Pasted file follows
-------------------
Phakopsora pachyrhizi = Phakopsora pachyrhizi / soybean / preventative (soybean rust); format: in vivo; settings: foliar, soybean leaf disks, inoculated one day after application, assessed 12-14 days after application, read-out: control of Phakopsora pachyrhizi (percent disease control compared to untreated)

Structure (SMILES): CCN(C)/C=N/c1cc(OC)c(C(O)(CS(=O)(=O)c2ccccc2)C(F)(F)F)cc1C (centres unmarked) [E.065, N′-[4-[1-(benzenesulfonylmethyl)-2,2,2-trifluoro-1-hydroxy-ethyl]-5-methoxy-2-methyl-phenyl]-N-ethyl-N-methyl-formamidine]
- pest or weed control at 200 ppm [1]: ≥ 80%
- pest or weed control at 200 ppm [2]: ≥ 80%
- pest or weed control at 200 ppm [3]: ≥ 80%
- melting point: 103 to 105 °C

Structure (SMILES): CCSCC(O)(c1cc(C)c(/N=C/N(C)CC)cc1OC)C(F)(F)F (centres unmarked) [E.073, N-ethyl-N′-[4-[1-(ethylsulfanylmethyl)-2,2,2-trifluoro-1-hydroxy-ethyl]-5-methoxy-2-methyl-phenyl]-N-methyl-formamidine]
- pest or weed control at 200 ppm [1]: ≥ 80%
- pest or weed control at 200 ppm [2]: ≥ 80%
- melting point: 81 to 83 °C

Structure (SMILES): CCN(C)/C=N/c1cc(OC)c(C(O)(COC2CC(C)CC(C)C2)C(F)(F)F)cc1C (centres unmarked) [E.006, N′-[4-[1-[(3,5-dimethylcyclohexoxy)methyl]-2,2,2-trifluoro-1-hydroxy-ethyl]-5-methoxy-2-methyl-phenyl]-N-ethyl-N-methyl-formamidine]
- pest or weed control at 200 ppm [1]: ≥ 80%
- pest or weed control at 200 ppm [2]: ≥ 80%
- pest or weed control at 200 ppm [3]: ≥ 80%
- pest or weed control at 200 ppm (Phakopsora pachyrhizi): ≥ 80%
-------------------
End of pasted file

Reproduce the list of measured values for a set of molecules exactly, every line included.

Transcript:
Phakopsora pachyrhizi = Phakopsora pachyrhizi / soybean / preventative (soybean rust); format: in vivo; settings: foliar, soybean leaf disks, inoculated one day after application, assessed 12-14 days after application, read-out: control of Phakopsora pachyrhizi (percent disease control compared to untreated)

Structure (SMILES): CCN(C)/C=N/c1cc(OC)c(C(O)(CS(=O)(=O)c2ccccc2)C(F)(F)F)cc1C (centres unmarked) [E.065, N′-[4-[1-(benzenesulfonylmethyl)-2,2,2-trifluoro-1-hydroxy-ethyl]-5-methoxy-2-methyl-phenyl]-N-ethyl-N-methyl-formamidine]
- pest or weed control at 200 ppm [1]: ≥ 80%
- pest or weed control at 200 ppm [2]: ≥ 80%
- pest or weed control at 200 ppm [3]: ≥ 80%
- melting point: 103 to 105 °C

Structure (SMILES): CCSCC(O)(c1cc(C)c(/N=C/N(C)CC)cc1OC)C(F)(F)F (centres unmarked) [E.073, N-ethyl-N′-[4-[1-(ethylsulfanylmethyl)-2,2,2-trifluoro-1-hydroxy-ethyl]-5-methoxy-2-methyl-phenyl]-N-methyl-formamidine]
- pest or weed control at 200 ppm [1]: ≥ 80%
- pest or weed control at 200 ppm [2]: ≥ 80%
- melting point: 81 to 83 °C

Structure (SMILES): CCN(C)/C=N/c1cc(OC)c(C(O)(COC2CC(C)CC(C)C2)C(F)(F)F)cc1C (centres unmarked) [E.006, N′-[4-[1-[(3,5-dimethylcyclohexoxy)methyl]-2,2,2-trifluoro-1-hydroxy-ethyl]-5-methoxy-2-methyl-phenyl]-N-ethyl-N-methyl-formamidine]
- pest or weed control at 200 ppm [1]: ≥ 80%
- pest or weed control at 200 ppm [2]: ≥ 80%
- pest or weed control at 200 ppm [3]: ≥ 80%
- pest or weed control at 200 ppm (Phakopsora pachyrhizi): ≥ 80%